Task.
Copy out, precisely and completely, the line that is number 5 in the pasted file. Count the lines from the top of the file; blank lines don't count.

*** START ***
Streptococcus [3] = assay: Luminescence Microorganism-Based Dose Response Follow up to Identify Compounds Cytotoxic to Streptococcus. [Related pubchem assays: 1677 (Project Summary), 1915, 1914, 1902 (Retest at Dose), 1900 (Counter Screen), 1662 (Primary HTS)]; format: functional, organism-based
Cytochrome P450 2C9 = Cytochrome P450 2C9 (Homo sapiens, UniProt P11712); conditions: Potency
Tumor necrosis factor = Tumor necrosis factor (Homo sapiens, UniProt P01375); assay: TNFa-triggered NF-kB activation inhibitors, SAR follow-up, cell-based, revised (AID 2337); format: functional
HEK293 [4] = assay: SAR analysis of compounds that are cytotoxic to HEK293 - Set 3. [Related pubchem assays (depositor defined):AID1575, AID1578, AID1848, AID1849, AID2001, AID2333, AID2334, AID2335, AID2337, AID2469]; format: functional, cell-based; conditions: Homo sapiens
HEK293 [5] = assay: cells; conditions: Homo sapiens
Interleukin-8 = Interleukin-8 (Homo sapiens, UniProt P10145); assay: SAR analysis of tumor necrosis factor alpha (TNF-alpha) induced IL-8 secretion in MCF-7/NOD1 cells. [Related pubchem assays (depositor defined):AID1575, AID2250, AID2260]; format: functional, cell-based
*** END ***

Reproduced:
HEK293 [5] = assay: cells; conditions: Homo sapiens